Wednesday, August 26, 2020

MG Fantasy review of The Clockwork Crow by Catherine Fisher

The Clockwork Crow by Catherine Fisher
Format:  E-ARC
Walker Books Us
Number of Pages:  208
September 8th, 2020 
Source:  Netgalley 

Opening Line:  "A clock ticks, frost is white, stars travel through the night."

Seren has been living at the St. Mary's Orphanage, ever since her parents died while they were living abroad in India.  When Seren turned twelve, she had her first glimpse of life with family after a distant aunt took her in.  But that too was short-lived when the aunt suddenly died.  Then news arrived that Seren's godfather had been located, Captain Arthur Jones, and she would be moving to Wales to live with him, his wife and their son Tomos at their mansion, Plas-y-Fran.  While traveling by train to her new home, Seren encounters an odd man also waiting for the train who's fidgety and seems to be afraid, but of what Seren has no idea.  Then the mysterious stranger decides to leave, handing Seren his parcel to guard.  Unable to find him when the train arrives, Seren takes the parcel with her.

On the train, Seren begins to dream of her new life at the mansion.  With Christmas approaching, she makes plans for all the fun things she and Tomos can do together.  She gets excited about how she envisions the mansion being decorated, the presents she hopes to find under the tree, and spending time with her new family.   However, when she arrives at the mansion she learns that the family is away in London and she's been left in the care of the house staff, Mrs. Villiers and Denzil, who are none too happy with their new charges arrival.  Seren is given strict instructions to never go into the attic, not to wander around the grounds, and the topic of Tomos instantly garners angry reprimands about never bringing him up again.  

Seren's hopes are quickly dashed and she becomes very lonely at Plas-y-Fran.  But being a very inquisitive girl it isn't long before she begins to explore and investigate the mansion like her favorite detective, Sherlock Holmes.   First, she opens the parcel from the train and inside finds cogs, springs, and a note warning her not to put the clockwork crow together. Unable to resist the pull of the mechanical parts, she reassembles the pieces and discovers she's in possession of an enchanted crow who desperately wants her help in being unspelled.  Exploring further, Seren also uncovers what the house staff has been hiding from her, that Tomos went missing last year on Christmas Eve after going for a walk, and it's rumored that he was taken by the fairies.  Seren is convinced she can find Tomos, and with a little help from the clockwork crow, she hopes to bring him home in time to celebrate Christmas.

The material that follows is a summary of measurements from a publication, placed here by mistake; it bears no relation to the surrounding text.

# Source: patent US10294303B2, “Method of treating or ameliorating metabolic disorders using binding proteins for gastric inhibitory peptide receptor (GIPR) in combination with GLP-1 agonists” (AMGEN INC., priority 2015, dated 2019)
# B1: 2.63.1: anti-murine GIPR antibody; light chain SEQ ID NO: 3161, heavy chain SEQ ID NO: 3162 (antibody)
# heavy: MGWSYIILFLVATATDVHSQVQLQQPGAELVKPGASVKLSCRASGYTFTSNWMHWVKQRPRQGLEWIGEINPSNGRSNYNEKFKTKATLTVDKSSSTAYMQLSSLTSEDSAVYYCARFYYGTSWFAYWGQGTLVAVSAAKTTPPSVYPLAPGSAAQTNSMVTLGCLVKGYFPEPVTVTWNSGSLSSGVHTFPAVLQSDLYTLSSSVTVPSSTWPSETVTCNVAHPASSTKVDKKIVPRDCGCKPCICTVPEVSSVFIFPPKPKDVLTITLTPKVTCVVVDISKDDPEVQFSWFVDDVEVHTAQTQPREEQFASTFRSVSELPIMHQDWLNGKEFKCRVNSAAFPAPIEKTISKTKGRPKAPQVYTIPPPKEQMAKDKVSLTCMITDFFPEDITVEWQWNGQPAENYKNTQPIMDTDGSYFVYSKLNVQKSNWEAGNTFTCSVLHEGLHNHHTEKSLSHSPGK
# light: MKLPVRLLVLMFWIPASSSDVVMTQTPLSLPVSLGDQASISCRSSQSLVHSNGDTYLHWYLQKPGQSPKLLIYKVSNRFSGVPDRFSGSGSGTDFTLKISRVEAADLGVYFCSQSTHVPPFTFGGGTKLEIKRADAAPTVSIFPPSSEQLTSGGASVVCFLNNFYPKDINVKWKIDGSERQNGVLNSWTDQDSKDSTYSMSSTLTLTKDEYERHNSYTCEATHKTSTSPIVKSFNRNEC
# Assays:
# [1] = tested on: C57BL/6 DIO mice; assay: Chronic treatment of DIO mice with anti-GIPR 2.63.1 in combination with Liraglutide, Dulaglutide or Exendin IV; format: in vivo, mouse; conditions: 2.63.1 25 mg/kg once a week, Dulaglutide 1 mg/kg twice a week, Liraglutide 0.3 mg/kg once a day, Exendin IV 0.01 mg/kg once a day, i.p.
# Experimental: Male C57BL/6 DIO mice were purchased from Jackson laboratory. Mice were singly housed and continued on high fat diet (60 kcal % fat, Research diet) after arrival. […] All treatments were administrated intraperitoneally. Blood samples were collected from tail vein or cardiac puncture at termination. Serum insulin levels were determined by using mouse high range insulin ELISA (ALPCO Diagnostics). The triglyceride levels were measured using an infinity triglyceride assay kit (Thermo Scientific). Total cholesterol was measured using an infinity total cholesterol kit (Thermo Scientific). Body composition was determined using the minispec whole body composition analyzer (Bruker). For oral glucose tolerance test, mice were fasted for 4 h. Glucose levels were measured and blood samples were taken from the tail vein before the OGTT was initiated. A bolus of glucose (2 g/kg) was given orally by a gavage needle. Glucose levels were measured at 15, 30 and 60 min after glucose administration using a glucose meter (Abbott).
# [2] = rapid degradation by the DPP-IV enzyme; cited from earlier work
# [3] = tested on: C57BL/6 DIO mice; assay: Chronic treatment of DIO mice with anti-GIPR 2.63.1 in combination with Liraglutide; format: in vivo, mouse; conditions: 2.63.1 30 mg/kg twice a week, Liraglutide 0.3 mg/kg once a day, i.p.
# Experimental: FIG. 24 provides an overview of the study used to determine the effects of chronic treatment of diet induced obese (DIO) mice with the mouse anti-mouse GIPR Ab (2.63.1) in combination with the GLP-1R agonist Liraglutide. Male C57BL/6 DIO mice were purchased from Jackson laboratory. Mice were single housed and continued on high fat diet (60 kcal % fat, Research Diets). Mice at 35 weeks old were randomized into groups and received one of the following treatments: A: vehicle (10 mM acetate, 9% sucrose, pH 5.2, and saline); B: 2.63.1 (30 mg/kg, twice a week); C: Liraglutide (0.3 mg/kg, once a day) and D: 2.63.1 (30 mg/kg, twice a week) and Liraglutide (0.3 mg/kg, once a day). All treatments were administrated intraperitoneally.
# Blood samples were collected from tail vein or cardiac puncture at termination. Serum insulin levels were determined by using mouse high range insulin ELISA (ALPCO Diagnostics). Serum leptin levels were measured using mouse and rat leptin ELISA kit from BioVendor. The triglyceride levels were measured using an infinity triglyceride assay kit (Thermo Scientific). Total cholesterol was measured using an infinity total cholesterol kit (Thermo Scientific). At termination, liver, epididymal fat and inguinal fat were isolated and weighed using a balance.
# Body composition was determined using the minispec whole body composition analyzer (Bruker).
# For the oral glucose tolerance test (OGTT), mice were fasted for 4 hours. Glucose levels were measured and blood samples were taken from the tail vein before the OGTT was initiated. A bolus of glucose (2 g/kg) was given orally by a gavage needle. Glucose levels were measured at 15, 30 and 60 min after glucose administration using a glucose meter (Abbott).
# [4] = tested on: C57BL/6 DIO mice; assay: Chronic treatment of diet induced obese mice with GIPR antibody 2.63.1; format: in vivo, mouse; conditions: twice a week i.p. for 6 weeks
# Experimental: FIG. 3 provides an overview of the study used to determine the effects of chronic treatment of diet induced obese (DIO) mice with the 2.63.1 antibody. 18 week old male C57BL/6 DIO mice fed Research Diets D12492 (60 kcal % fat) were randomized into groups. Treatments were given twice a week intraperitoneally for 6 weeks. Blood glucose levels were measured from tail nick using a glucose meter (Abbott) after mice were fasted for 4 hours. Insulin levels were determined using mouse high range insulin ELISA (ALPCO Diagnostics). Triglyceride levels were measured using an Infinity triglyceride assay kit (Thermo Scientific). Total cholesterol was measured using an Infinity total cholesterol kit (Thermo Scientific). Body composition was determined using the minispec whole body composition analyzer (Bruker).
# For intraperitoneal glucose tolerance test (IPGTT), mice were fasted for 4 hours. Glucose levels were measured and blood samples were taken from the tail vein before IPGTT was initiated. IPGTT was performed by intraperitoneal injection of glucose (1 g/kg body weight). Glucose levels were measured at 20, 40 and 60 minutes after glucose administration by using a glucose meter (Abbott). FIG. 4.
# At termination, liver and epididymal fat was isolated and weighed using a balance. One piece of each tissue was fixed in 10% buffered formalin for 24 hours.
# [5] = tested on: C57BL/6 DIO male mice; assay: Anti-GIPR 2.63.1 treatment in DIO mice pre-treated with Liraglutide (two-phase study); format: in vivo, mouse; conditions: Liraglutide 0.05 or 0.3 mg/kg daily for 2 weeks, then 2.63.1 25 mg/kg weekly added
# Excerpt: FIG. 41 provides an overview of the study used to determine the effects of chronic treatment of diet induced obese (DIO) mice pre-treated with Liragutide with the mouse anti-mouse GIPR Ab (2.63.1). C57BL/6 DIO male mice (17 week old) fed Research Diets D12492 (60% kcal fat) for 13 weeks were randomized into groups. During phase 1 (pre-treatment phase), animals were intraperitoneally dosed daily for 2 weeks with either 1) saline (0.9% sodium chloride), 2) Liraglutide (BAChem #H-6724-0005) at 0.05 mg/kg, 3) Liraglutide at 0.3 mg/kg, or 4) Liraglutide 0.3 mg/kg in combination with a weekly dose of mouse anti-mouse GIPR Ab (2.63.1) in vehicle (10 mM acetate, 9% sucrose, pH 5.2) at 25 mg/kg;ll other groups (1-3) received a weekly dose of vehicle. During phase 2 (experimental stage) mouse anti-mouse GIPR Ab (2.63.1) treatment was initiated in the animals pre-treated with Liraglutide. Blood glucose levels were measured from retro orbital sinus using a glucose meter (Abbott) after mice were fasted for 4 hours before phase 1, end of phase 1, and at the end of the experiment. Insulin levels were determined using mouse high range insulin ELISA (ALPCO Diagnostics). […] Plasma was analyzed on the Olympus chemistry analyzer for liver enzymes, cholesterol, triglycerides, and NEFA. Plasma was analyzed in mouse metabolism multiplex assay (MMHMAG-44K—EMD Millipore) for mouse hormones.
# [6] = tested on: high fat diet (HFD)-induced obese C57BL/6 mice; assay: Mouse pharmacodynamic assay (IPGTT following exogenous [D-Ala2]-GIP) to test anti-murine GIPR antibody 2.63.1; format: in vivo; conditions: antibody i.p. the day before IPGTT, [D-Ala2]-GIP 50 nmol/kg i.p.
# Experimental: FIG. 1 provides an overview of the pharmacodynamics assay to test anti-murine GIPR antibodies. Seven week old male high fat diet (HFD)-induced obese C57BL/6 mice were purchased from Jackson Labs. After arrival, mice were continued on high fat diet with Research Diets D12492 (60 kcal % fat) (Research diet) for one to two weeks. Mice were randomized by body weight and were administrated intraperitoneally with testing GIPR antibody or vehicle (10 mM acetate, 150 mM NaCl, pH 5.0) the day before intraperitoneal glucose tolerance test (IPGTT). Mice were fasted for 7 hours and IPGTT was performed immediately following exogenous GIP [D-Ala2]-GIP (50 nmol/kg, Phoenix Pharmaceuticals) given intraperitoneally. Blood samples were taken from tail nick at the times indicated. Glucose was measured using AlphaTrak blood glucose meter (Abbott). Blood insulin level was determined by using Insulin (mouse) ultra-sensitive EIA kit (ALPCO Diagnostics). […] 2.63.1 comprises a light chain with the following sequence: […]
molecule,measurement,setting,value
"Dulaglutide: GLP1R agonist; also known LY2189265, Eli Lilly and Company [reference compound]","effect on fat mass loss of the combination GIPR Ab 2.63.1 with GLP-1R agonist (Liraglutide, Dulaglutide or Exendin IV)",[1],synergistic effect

I was instantly enchanted by the cover of The Clockwork Crow.  The snowy feel of the mansion at Christmas time, a little curious about the snowglobe in the boy's hand, and the blue snowglobe shape in the bottom half of the cover.  I also adore stories set in old mansions, envisioning exploring all the nooks and crannies.  The premise of a boy stolen by fairies was also very intriguing and reminded me of The Spindlers by Lauren Oliver.  Both stories take the main character underground on a rescue mission, with the current story having Seren descend a golden staircase to travel to the palace of ice.   

I was looking for some wintery magic when  I picked up this book and couldn't pass up the steampunk aspects of the clockwork crow.  He's quite something, a little full of himself, surly, demanding, you know the crotchety type who thinks you're at their whim.  Still, he's also quite humorous so I'll let his neediness slide.  Now the interesting, unexpected and slightly creepy part of this book was the fey.  I'm kinda used to the tiny creatures flitting about with gossamer wings spreading their magic.  Seren's fairies are of the darker variety, meant to entrap you with their lulling voice and who's frail snowy like hands grasp at your hair refusing to let you leave.  Despite not expecting the creepiness, I did quite enjoy the story. There's a nice blend of mystery and spookiness and I like the classic fairytale-like quality of this book, with the added bonus of a sarcastic clockwork crow for comedic relief.  And the rhyming lines at the beginning of each chapter were really lovely.  There are two more planned books in the series with The  Velvet Fox being released in October 2020.  
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Tuesday, August 25, 2020

Blog Tour for BROTHER'S KEEPER by Julie Lee with Excerpt + Giveaway

Today, I'm thrilled to be hosting a spot on the BROTHER'S KEEPER by Julie Lee Blog Tour hosted by Rockstar Book Tours. This looks to be a wonderful historical fiction survival story, I hope you'll check out the excerpt and make sure to enter the giveaway!

About the Book:

Author: Julie Lee
Pub. Date: July 21, 2020
Publisher: Holiday House
Formats: Hardcover, eBook, Audiobook
Pages: 304
Find it:  GoodreadsAmazonKindle  AudibleB&N / /
Can two children escape North Korea on their own?

North Korea. December, 1950.